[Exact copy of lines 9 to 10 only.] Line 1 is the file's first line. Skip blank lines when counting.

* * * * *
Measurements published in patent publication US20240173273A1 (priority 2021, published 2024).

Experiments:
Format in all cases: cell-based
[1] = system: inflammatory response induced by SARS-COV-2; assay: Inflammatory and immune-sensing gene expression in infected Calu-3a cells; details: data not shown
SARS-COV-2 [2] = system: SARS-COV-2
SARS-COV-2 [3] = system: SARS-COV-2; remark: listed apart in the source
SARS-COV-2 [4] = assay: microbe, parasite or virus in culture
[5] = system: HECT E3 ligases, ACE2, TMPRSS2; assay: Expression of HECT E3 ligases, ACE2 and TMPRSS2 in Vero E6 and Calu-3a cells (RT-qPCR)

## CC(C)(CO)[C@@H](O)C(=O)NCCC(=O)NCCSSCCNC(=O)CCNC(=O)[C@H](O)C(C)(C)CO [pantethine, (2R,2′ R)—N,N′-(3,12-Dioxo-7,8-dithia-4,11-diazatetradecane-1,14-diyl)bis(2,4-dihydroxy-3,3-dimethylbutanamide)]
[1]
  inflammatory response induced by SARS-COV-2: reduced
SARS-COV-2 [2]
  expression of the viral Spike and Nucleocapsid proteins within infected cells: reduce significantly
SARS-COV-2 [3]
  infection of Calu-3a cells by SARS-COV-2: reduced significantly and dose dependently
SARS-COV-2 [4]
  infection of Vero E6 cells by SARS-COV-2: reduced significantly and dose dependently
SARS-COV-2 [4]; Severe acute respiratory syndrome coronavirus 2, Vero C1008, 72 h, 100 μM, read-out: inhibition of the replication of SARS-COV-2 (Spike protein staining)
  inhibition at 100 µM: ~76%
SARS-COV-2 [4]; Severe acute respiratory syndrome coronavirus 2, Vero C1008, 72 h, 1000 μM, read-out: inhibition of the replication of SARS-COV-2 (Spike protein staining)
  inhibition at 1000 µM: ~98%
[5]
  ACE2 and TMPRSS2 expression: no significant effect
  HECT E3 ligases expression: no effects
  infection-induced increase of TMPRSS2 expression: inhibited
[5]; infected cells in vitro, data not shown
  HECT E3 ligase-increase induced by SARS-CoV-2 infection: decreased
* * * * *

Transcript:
## CC(C)(CO)[C@@H](O)C(=O)NCCC(=O)NCCSSCCNC(=O)CCNC(=O)[C@H](O)C(C)(C)CO [pantethine, (2R,2′ R)—N,N′-(3,12-Dioxo-7,8-dithia-4,11-diazatetradecane-1,14-diyl)bis(2,4-dihydroxy-3,3-dimethylbutanamide)]
[1]